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If someone handed you a book and said 'Here's a detailed analysis of the first Afgan war' you probably would not be very tempted but, in truth, this book is like a who-dun-it. Sometimes I felt myself forgetting this a non-fiction work. The characters are so well described, the complex and parallel events are so well laid-out that this book is both entertaining and educational.
Parallels to comtemporary events are obvious. Maybe if Bush and Cheney had read this they would have handled things differently. I would certainly hope so.
Dalrymple for the first time has access to new source material and makes great use of it as he develops the book around the British East India's Company's attempt to install Shah Shuja as a puppet king.
Dalrymple's explanation of the "Great Game " - Russia and Britian grappling with far away lands in a post- Napoleonic period , the characters he portrays ,the mistakes that were made all serve to highlight the dilemma that faces politicians today. Indeed the current situation has many parallels, a ruler seen by his people as a Western puppet, fierce tribal loyalties , and a futile war which does nothing to help the Afghans or the region. In the end this is no oil-rich sultanate but poor mountainous country with little to offer its occupiers so they will go home, just like they did over 170 years ago. One's hope is that there is an orderly withdrawal not the shambles that the British retreat became !
This book should be required reading for ever flag and general officer in every branch of service...and it should be read and reviewed by every attendee at all our War and Command&Staff Colleges. Absolutely nothing glamorous or romantic about this mis-adventure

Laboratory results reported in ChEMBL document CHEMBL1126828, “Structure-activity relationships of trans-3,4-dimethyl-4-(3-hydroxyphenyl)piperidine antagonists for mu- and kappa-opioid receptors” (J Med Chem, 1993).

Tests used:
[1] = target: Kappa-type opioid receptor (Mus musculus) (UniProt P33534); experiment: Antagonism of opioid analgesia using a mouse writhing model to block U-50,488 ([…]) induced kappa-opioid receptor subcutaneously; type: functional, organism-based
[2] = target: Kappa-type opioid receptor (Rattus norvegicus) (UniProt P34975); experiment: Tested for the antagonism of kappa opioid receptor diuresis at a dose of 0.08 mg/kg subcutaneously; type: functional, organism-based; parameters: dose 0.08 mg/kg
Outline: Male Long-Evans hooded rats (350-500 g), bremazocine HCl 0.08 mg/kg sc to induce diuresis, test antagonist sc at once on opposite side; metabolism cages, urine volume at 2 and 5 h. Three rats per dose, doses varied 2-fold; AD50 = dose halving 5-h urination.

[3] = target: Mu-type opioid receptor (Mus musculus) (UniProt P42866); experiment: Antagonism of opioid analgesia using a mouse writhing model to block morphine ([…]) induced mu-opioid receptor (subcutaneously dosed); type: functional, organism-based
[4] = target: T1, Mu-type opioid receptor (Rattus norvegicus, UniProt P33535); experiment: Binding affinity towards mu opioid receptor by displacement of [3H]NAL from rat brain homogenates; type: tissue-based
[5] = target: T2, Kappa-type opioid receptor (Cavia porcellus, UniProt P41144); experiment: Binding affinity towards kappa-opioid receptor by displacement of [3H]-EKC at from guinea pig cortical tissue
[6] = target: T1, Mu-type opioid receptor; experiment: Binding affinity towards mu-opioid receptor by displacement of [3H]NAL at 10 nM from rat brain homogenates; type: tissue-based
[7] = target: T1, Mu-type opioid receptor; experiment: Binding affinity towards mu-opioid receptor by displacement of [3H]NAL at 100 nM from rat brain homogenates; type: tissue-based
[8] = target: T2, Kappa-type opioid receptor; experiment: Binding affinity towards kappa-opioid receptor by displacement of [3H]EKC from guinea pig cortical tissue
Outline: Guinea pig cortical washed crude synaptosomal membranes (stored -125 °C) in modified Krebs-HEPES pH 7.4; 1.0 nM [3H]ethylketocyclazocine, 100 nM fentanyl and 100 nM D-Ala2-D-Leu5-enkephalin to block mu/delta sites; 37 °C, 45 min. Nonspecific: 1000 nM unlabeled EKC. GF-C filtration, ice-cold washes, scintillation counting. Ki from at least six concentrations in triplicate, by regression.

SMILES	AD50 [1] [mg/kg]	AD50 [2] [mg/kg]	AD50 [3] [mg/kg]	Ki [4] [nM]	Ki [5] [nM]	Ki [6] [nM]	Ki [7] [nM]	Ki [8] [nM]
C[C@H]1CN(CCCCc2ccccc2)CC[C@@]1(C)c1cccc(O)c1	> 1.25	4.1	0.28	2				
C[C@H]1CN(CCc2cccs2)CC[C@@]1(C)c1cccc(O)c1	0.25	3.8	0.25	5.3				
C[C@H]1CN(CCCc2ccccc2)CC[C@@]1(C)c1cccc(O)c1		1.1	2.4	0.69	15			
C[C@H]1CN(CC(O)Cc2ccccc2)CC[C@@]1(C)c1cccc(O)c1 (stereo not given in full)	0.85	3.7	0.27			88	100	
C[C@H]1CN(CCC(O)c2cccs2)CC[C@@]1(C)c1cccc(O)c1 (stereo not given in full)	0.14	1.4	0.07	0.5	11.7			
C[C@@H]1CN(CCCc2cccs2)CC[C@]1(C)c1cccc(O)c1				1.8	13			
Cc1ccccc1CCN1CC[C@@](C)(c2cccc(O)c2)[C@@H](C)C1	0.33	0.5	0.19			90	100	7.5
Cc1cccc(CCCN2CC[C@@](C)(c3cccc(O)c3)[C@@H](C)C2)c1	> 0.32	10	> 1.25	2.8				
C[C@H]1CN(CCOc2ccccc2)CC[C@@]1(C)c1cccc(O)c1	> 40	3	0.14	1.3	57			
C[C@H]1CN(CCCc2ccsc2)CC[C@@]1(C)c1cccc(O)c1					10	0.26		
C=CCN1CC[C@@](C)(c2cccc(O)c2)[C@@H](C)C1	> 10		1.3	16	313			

The pervasive existence and importance of tribal and clan issues and codes , ethnic leadership ,multiple religious communities and ,in a modern version ,the ideological certainties of outsiders,whether driven by financial considerations or concepts of pride,honor and "national security needs" have not changed much since the 1830s.
Intruders into the region over the decades have not learned much about local histories either. The British, Russians,Americans,Chinese---in the past and soon hereafter---
, Persians (Iranians) and Indians tend to repeat each other's history as they grapple with the problems they created or faced in Afghanistan. That is the message of this carefully researched book.
The early chapters are somewhat difficult to read and absorb, the cast of characters is large and the background to British--Asian policies complicated and simplified in the telling, but the reader will become quickly aware that strangers to the region seeking to impose their values and programs will be eventually be manipulated by local leaders and forces ,even if they are technological superior to their "enemies" or rivals.
This first-rate book should be read as a broad case study in the ignorance or hubris of foreign leaders and the many representatives of occupying powers who seek to dominate traditional societies.